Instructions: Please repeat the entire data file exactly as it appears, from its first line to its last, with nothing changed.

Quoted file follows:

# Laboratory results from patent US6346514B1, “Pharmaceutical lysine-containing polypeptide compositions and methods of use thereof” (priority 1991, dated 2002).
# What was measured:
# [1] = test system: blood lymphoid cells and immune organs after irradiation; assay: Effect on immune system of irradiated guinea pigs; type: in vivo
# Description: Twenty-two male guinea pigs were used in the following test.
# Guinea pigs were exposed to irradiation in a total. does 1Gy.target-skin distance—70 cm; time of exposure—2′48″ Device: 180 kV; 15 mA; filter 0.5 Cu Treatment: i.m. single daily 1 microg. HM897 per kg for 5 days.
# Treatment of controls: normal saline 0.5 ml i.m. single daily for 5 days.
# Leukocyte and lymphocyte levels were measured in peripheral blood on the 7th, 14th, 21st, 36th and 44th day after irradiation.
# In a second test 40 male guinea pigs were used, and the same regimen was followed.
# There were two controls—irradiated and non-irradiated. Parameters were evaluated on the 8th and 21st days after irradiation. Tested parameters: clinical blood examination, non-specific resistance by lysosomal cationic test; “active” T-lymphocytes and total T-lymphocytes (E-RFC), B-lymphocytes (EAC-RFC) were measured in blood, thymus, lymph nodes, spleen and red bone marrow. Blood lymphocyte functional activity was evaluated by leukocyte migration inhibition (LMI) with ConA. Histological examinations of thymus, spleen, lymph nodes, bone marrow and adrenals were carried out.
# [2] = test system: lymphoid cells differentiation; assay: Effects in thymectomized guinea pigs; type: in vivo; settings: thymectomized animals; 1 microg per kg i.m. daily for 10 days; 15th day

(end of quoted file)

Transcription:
# Laboratory results from patent US6346514B1, “Pharmaceutical lysine-containing polypeptide compositions and methods of use thereof” (priority 1991, dated 2002).
# What was measured:
# [1] = test system: blood lymphoid cells and immune organs after irradiation; assay: Effect on immune system of irradiated guinea pigs; type: in vivo
# Description: Twenty-two male guinea pigs were used in the following test.
# Guinea pigs were exposed to irradiation in a total. does 1Gy.target-skin distance—70 cm; time of exposure—2′48″ Device: 180 kV; 15 mA; filter 0.5 Cu Treatment: i.m. single daily 1 microg. HM897 per kg for 5 days.
# Treatment of controls: normal saline 0.5 ml i.m. single daily for 5 days.
# Leukocyte and lymphocyte levels were measured in peripheral blood on the 7th, 14th, 21st, 36th and 44th day after irradiation.
# In a second test 40 male guinea pigs were used, and the same regimen was followed.
# There were two controls—irradiated and non-irradiated. Parameters were evaluated on the 8th and 21st days after irradiation. Tested parameters: clinical blood examination, non-specific resistance by lysosomal cationic test; “active” T-lymphocytes and total T-lymphocytes (E-RFC), B-lymphocytes (EAC-RFC) were measured in blood, thymus, lymph nodes, spleen and red bone marrow. Blood lymphocyte functional activity was evaluated by leukocyte migration inhibition (LMI) with ConA. Histological examinations of thymus, spleen, lymph nodes, bone marrow and adrenals were carried out.
# [2] = test system: lymphoid cells differentiation; assay: Effects in thymectomized guinea pigs; type: in vivo; settings: thymectomized animals; 1 microg per kg i.m. daily for 10 days; 15th day